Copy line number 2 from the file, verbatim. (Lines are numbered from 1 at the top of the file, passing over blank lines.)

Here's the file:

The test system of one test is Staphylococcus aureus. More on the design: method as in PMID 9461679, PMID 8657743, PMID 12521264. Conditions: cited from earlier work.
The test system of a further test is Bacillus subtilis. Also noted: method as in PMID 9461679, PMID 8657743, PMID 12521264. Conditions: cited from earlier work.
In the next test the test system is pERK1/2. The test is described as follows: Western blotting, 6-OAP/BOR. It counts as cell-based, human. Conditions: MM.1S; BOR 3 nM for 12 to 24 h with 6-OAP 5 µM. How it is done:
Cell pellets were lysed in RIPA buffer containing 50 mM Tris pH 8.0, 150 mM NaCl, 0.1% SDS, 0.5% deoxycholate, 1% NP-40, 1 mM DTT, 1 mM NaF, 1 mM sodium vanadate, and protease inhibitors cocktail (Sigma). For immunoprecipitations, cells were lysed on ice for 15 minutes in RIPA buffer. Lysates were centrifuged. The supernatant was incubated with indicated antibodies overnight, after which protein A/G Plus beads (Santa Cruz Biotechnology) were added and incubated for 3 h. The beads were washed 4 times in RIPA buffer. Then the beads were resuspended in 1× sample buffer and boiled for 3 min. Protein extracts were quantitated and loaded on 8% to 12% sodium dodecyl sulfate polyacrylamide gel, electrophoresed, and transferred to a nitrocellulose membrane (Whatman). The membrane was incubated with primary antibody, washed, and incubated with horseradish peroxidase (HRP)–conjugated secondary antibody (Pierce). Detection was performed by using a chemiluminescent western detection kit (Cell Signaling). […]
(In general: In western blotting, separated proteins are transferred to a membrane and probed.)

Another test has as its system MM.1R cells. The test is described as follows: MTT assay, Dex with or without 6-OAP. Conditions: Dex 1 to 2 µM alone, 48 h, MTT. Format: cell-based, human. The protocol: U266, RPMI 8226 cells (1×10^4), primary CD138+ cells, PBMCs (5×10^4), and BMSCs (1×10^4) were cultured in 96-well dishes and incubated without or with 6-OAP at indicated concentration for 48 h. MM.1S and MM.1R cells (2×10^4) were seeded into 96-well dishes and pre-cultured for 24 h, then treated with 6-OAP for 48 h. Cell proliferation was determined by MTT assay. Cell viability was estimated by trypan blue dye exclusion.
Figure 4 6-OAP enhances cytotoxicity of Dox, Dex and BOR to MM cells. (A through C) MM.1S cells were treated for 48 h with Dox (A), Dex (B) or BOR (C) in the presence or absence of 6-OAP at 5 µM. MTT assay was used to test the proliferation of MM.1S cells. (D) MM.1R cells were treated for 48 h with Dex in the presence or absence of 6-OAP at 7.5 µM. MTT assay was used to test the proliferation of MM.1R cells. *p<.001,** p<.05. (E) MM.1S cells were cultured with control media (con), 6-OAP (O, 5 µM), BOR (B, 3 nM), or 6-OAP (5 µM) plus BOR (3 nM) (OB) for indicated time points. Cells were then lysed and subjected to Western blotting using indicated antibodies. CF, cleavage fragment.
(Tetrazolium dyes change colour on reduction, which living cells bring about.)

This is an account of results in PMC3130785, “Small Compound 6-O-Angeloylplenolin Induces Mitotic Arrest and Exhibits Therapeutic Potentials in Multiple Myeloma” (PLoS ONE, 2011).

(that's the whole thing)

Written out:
The test system of a further test is Bacillus subtilis. Also noted: method as in PMID 9461679, PMID 8657743, PMID 12521264. Conditions: cited from earlier work.